PHILADELPHIA - A pandemic of ailments called the "allergic march" -- the gradual acquisition of overlapping allergic diseases that commonly begins in early childhood -- has frustrated both parents and physicians. For the last three decades, an explosion of eczema, food allergies, hay fever, and asthma have afflicted children in the United States, the European Union, and many other countries.
What causes the march and how to derail it has remained elusive. Now, in this week's Nature, David Artis, PhD, an associate professor of Microbiology at the Perelman School of Medicine at the University of Pennsylvania, and a team of collaborating international scientists, identified that expression of the protein TSLP may influence susceptibility to multiple allergic diseases by regulating the maturation of basophils, an uncommon type of white blood cell. Specifically, TSLP elicits the maturation of a population of distinct basophils that promotes allergic inflammation.
"A fundamental question regarding the allergic march is if a child has eczema, for example, which is associated with TSLP production in skin cells, why would some of those children subsequently be more susceptible to other allergic diseases at different sites of the body such as the gut or the lung?" asks Artis. "Although we have known that TSLP is associated with allergic diseases for many years, how this biological messenger might influence multiple allergic diseases has been a puzzle."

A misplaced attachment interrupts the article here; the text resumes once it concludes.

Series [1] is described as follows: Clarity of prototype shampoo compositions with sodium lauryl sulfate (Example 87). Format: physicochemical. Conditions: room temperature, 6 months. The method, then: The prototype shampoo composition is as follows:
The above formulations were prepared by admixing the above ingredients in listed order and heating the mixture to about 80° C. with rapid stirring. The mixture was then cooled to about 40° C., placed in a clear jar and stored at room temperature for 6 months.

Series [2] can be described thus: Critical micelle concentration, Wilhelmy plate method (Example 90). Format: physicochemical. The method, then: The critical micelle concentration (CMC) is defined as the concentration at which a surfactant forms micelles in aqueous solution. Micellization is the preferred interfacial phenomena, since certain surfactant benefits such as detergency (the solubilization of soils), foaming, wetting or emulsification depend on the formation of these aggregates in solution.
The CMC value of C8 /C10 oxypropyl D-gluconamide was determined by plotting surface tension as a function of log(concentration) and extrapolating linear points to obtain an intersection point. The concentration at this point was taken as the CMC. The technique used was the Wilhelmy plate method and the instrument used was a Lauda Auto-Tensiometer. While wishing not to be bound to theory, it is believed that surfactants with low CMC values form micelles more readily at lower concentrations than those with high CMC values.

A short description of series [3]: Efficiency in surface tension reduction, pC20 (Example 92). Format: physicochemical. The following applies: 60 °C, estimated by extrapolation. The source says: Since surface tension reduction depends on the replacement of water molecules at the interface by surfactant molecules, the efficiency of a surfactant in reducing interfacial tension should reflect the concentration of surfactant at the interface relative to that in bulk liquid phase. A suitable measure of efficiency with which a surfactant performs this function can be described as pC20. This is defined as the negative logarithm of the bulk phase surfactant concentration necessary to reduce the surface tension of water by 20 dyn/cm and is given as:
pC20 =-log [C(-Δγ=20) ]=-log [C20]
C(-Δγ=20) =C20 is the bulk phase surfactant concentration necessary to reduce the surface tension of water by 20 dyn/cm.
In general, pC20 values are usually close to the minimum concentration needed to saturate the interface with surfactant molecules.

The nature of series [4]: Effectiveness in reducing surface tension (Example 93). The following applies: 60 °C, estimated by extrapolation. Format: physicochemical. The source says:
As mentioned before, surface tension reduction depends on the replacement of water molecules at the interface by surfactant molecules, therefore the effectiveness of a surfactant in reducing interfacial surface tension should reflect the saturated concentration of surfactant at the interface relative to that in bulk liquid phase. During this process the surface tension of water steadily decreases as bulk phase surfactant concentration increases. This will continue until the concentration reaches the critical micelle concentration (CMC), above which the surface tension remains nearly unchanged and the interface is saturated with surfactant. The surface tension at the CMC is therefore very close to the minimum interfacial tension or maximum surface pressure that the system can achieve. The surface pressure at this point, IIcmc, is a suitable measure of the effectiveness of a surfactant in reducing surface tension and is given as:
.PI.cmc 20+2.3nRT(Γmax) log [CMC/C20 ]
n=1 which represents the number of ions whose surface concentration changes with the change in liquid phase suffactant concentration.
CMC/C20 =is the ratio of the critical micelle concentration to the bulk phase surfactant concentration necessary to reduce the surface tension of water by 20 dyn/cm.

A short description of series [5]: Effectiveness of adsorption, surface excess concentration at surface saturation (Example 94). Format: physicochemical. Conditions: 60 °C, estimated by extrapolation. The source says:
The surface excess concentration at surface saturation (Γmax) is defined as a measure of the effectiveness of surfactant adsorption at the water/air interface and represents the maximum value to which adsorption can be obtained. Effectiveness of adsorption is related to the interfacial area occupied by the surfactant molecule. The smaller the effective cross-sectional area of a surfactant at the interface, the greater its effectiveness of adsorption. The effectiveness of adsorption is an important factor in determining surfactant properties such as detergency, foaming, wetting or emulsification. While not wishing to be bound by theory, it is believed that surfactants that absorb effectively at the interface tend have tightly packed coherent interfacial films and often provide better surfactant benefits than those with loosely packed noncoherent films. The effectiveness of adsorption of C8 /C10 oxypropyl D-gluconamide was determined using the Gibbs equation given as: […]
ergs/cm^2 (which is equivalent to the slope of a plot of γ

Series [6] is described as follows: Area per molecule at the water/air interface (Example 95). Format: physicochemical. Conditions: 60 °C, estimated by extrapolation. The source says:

The origins of the present study lie in previous reports that showed that different versions of the gene encoding TSLP, an inflammation-producing cytokine, are associated with increased susceptibility to multiple allergic disorders, and that exaggerated TSLP production is associated with asthma, eczema, and food allergies in children. Together, these studies indicate that TSLP could be a critical regulator of multiple cytokine-associated allergic inflammatory diseases.
|Contact: Karen Kreeger|
University of Pennsylvania School of Medicine